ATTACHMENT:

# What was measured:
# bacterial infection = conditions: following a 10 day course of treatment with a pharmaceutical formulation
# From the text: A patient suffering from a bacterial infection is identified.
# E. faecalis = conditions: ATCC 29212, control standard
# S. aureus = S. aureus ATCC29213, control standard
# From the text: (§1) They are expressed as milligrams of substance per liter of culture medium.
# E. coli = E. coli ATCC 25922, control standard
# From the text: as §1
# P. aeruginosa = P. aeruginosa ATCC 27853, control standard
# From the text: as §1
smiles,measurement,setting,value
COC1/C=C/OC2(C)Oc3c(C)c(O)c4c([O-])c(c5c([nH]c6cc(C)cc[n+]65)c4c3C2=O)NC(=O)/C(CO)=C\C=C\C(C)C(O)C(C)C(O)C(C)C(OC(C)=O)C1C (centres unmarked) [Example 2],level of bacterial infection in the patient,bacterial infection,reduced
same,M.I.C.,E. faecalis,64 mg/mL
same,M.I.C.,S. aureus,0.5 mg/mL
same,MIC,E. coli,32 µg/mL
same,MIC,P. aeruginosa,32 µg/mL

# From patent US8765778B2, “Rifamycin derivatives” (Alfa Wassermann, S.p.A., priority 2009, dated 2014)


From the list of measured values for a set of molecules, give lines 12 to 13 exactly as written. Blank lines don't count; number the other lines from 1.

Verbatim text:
COC1/C=C/OC2(C)Oc3c(C)c(O)c4c([O-])c(c5c([nH]c6cc(C)cc[n+]65)c4c3C2=O)NC(=O)/C(CO)=C\C=C\C(C)C(O)C(C)C(O)C(C)C(OC(C)=O)C1C (centres unmarked) [Example 2],level of bacterial infection in the patient,bacterial infection,reduced
same,M.I.C.,E. faecalis,64 mg/mL